Last month, President Donald Trump issued an executive order for the immediate deportation of individuals who have “engaged in fraud or willful misrepresentation in connection with any official matter or application before a governmental agency,” who hadn’t been considered top deportation targets under Obama.
Enter Melania Trump:
On Nov. 4, the Associated Press reported that it had obtained documents showing that Melania Trump—then known as Melania Knauss or Knaus—had been paid for modeling work performed in 1996 while she was staying in the United States on a B1/B2 visitor visa, clearly violated immigration laws.
As noted by Ben Mathis-Lilley on Slate Magazine, “the lawyer representing Melania Trump did not otherwise challenge the AP report veracity or deny that she had done the work, which would have violated the terms of the tourist visa.
“Melania’s violation could have come back to haunt her even though she went on to obtain an H-1B work visa on Oct. 18, 1996, become a legal permanent resident (or “green card” holder) in 2001, and become a naturalized U.S. citizen in 2006 —She married Donald Trump in 2005,” Mathis writes.
Department of Homeland Security documents released this week indicate that immigration officials are putting Trump’s instructions into practice. If Donald Trump had been president in the ’90s, would the deportation of his future wife have been considered a priority for immigration officers?
“The answer is yes,” according to two immigration attorneys —Hasan Shafiqullah, who is in charge of the immigration law unit at the Legal Aid Society, and Cheryl David, New York City immigration attorney.
“If the current executive order on interior enforcement and the related Homeland Security memoranda on interior enforcement had been in effect at that time, then she would have certainly been an enforcement priority,” attorney Hasan Shafiqullah told Mathis.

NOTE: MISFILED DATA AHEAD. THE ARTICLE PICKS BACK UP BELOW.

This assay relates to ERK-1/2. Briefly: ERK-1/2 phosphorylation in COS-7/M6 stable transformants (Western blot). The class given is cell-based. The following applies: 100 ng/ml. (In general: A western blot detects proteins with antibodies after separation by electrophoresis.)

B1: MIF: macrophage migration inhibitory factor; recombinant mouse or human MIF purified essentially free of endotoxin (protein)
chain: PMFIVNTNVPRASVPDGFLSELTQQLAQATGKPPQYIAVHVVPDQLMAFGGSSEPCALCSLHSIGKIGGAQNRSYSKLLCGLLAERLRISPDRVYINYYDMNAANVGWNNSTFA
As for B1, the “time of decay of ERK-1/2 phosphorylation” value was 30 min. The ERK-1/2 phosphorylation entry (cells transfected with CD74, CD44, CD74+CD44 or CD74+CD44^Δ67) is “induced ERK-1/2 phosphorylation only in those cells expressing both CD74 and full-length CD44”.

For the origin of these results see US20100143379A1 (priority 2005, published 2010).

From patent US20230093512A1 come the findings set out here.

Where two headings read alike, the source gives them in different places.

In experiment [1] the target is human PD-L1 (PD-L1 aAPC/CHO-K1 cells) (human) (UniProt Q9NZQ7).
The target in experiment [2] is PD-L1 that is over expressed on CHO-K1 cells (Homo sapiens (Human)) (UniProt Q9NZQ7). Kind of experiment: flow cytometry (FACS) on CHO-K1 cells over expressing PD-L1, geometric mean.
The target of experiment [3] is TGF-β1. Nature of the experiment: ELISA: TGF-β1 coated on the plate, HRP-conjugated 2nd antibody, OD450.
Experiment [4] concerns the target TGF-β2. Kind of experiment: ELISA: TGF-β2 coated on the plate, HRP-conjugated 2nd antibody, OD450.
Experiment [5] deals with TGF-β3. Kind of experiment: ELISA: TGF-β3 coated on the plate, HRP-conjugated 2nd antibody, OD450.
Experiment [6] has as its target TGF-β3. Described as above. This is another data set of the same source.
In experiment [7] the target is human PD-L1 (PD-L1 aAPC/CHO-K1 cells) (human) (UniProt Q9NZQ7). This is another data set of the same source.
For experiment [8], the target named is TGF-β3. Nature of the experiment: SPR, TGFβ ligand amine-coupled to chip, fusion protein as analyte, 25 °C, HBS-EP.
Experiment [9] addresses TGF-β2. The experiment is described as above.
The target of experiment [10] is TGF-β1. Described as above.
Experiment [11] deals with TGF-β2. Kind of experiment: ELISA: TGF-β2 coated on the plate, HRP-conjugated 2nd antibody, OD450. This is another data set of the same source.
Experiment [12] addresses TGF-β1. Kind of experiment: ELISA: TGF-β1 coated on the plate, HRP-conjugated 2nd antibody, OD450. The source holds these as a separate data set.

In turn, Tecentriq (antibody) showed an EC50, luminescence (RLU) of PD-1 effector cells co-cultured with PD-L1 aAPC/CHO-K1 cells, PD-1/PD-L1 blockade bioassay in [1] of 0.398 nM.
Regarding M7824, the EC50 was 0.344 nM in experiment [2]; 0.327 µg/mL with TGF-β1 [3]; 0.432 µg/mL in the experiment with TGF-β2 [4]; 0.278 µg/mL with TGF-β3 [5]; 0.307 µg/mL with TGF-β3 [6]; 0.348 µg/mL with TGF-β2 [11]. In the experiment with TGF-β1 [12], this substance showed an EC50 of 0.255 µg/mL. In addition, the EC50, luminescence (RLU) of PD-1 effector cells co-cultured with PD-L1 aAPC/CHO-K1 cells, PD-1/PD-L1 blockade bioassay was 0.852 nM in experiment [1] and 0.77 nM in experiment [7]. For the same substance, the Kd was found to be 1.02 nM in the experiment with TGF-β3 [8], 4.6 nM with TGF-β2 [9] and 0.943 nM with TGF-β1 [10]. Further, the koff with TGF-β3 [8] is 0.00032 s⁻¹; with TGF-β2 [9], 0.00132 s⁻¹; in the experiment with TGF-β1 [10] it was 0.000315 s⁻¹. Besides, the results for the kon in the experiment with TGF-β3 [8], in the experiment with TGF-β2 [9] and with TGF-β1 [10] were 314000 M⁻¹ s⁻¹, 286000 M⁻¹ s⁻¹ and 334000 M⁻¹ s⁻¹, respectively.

“If Melania did in fact work while using a tourist visa, she definitely violated her status, and if it came to immigration’s attention, yeah, they certainly could put her into removal proceedings,” Cheryl David said.
“To be clear, Melania would have been subject to deportation if she’d been caught even in 1996,” he added, according to Slate.
What President Trump is—ostensibly—doing is putting DHS resources toward removing individuals like Melania who’ve—allegedly—committed transgressions that previous administrations would’ve considered too minor to worry about.
“If the First Lady failed to disclose the violation in her H-1B green card application, that may have made her for ineligible for the H-1B-based resident status, which could have been revoked. It’s even technically possible to revoke someone’s citizenship for lying on their paperwork.”
As Slate notes, “There is also a waiver process by which Trump/Knauss could have formally asked the U.S. government to let her off the hook for earlier misrepresentations, but her immigration file isn’t public so we don’t know if she availed herself of it.”
“The likelihood of getting caught red-handed doing something like what Melania did—then or now—is fairly low. Such a tourist-visa violation is usually only discovered if the offender leaves the country and is then caught upon re-entry by a border official who, for instance, finds pay stubs in his/her luggage or sees work contacts on his/her smartphone,,” David said.
“Even so,” the attorney added, “wealthier-looking people” like Melania—who’d already been modeling in Europe before coming to the U.S.—usually aren’t carefully scrutinized for potential deportation. Under a Trump administration crackdown, though, perhaps that will change. After all, the POTUS has said, if immigrants violate U.S. law in any way, “they have to go.”
Go ahead… proceed, Mr. Trump.